It can ensure nutritional security of people living in areas where shifting cultivation is practiced
Home gardens are being promoted for nutritional needs in areas affected by shifting cultivation; however, there are no schemes or programmes to promote them, Ashok Jain, principal consultant, Niti Aayog, said on September 4, 2019.
He was speaking in a side event at the ongoing United Nations Convention to Combat Desertification’s Conference of Parties 14.
‘Shifting cultivation’ is a form of agriculture in which an area is cleared of vegetation and cultivated for a few years and then abandoned for a new area, until its fertility has been naturally restored.
In India, about 600,000 households continue to practice shifting cultivation, mostly in Northeastern states, in an approximate area of 1.73 million hectares, said Jain.
According to him, the youth of these states were no longer willing to engage in shifting cultivation. And the few who did practice it, were not willing to go onto rougher terrain for finding new patches to clear and farm on. At the same time, the population in these places had also increased.
As a result, while earlier, cultivators returned to an old patch of land to farm again in 15-20 years, they were now doing so in five to six years. This was preventing these patches from regenerating properly, Jain explained.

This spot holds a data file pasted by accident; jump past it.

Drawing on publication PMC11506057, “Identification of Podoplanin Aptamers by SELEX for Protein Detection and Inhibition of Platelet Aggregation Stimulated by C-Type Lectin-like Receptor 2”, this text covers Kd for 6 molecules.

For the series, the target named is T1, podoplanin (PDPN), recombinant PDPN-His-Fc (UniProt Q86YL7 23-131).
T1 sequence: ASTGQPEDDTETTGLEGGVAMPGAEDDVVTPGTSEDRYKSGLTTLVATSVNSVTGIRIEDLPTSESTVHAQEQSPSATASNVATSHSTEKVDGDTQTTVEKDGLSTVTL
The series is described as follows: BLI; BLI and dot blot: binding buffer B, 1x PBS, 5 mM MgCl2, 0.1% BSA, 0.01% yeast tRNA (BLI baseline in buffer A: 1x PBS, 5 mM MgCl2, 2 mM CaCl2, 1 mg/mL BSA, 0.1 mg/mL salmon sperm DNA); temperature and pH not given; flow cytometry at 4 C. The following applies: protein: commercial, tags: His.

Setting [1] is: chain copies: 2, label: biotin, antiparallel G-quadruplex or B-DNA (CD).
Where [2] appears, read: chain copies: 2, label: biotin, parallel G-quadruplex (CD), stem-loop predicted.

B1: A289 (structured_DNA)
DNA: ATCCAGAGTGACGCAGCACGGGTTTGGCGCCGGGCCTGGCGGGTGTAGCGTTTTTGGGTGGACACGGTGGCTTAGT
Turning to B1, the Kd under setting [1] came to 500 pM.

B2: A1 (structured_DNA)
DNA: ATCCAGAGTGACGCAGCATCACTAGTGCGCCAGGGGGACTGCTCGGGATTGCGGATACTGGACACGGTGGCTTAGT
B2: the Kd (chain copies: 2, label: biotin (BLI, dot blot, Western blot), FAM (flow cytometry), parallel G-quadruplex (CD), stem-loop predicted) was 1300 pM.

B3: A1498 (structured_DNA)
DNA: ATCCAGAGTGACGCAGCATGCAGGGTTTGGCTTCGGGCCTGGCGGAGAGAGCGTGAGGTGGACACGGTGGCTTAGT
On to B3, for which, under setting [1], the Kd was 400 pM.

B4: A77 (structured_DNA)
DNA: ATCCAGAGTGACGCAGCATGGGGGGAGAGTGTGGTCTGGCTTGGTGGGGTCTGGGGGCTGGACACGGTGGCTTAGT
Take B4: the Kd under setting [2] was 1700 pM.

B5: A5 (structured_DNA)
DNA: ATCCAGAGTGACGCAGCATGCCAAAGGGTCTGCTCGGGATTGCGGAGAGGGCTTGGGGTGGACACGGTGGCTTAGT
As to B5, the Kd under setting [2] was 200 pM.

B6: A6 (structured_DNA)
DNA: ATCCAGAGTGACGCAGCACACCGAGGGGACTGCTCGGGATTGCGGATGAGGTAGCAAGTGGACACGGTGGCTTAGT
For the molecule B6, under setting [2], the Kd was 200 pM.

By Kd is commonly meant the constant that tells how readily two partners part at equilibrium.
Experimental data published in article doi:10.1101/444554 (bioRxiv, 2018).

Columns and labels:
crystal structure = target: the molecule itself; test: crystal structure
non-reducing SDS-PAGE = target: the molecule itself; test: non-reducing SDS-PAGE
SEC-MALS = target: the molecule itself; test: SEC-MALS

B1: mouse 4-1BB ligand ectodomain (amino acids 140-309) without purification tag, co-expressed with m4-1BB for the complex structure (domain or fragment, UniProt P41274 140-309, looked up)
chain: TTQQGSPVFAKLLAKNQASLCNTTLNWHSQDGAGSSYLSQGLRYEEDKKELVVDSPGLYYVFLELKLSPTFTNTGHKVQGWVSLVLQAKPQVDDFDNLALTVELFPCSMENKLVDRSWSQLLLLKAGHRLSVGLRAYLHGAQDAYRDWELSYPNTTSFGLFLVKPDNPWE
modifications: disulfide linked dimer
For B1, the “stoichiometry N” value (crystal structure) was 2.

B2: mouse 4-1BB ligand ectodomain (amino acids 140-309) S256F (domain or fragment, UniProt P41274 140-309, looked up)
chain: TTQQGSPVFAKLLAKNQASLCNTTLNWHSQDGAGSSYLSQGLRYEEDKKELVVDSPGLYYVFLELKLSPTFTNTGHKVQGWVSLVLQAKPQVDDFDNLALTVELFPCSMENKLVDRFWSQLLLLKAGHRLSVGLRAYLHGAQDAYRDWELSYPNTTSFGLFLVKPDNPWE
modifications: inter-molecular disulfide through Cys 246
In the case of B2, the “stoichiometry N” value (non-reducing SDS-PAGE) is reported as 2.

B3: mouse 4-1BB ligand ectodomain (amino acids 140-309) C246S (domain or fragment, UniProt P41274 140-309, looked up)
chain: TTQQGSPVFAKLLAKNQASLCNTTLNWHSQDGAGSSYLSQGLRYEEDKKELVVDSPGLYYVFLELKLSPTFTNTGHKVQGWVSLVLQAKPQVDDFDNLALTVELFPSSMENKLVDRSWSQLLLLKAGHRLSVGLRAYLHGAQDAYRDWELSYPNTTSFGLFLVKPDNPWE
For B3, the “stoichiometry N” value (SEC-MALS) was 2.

Other experts at the event also mentioned that home gardens were one of the possible solutions for satisfying the nutritional needs of people living in areas where shifting cultivation was practiced.
Dhrupad Choudhary, chief, scaling operations, ICIMOD said that home gardens could be promoted.
He said that land degradation neutrality had been defined as a state whereby the amount and quality of land resources, necessary to support ecosystem functions and services and enhance food security, remained stable or increased within specified temporal and spatial scales and ecosystems and this is what shifting cultivation had been doing.
However, in the recent past, fallow areas had been replanted with cash crops which had led to rapid erosion and increasing pressure on land.
Moreover, Himalayan states were facing another problem, said Jain. Nearly, 50 million people in the Himalayas depended on water from springs. In these regions, there were an estimated four million spring earlier. Out of them, 30 per cent had dried while several now had reduced discharge.
Jain said the Niti Ayog was working with all concerned state and union ministries to work for the revival of these springs and also provide better livelihood for the people who wanted to move on from shifting cultivation.
The Niti Aayog has also initiated a road map around five thematic areas including the need for updated and authentic data, promotion of home gardens, setting up of a Himalayan authority for co-ordinated and holistic development of the region and the promotion of tourism to ensure livelihood for these people.
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